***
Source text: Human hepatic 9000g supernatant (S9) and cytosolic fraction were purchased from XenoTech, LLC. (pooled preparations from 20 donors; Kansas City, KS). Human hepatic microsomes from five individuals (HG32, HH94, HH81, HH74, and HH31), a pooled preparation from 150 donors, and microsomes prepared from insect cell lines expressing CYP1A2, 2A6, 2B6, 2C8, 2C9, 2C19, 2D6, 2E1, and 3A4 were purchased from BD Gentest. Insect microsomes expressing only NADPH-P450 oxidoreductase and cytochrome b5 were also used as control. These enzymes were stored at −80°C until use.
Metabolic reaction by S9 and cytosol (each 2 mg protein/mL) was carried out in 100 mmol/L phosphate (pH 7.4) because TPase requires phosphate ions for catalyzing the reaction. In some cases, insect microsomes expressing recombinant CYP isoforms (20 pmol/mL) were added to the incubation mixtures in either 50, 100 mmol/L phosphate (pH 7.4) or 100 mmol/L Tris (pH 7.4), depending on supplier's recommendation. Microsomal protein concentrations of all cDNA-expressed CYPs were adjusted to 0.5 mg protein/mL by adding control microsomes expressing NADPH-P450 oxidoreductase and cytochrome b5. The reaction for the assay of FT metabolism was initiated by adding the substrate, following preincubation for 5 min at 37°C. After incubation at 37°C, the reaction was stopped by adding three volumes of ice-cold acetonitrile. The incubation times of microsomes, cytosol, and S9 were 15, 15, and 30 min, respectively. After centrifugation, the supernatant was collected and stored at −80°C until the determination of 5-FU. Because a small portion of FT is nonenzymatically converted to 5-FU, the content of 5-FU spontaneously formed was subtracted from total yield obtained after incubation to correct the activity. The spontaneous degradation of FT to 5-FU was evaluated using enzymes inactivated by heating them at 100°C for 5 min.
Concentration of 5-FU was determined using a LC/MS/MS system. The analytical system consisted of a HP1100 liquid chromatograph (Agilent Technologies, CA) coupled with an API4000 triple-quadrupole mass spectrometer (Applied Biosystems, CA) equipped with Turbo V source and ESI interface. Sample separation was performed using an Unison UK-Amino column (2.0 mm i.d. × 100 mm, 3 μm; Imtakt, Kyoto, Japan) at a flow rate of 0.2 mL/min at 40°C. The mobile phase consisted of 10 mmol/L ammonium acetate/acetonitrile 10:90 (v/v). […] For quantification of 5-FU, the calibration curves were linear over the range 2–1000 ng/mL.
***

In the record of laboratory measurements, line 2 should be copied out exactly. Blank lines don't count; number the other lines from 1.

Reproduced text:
Metabolic reaction by S9 and cytosol (each 2 mg protein/mL) was carried out in 100 mmol/L phosphate (pH 7.4) because TPase requires phosphate ions for catalyzing the reaction. In some cases, insect microsomes expressing recombinant CYP isoforms (20 pmol/mL) were added to the incubation mixtures in either 50, 100 mmol/L phosphate (pH 7.4) or 100 mmol/L Tris (pH 7.4), depending on supplier's recommendation. Microsomal protein concentrations of all cDNA-expressed CYPs were adjusted to 0.5 mg protein/mL by adding control microsomes expressing NADPH-P450 oxidoreductase and cytochrome b5. The reaction for the assay of FT metabolism was initiated by adding the substrate, following preincubation for 5 min at 37°C. After incubation at 37°C, the reaction was stopped by adding three volumes of ice-cold acetonitrile. The incubation times of microsomes, cytosol, and S9 were 15, 15, and 30 min, respectively. After centrifugation, the supernatant was collected and stored at −80°C until the determination of 5-FU. Because a small portion of FT is nonenzymatically converted to 5-FU, the content of 5-FU spontaneously formed was subtracted from total yield obtained after incubation to correct the activity. The spontaneous degradation of FT to 5-FU was evaluated using enzymes inactivated by heating them at 100°C for 5 min.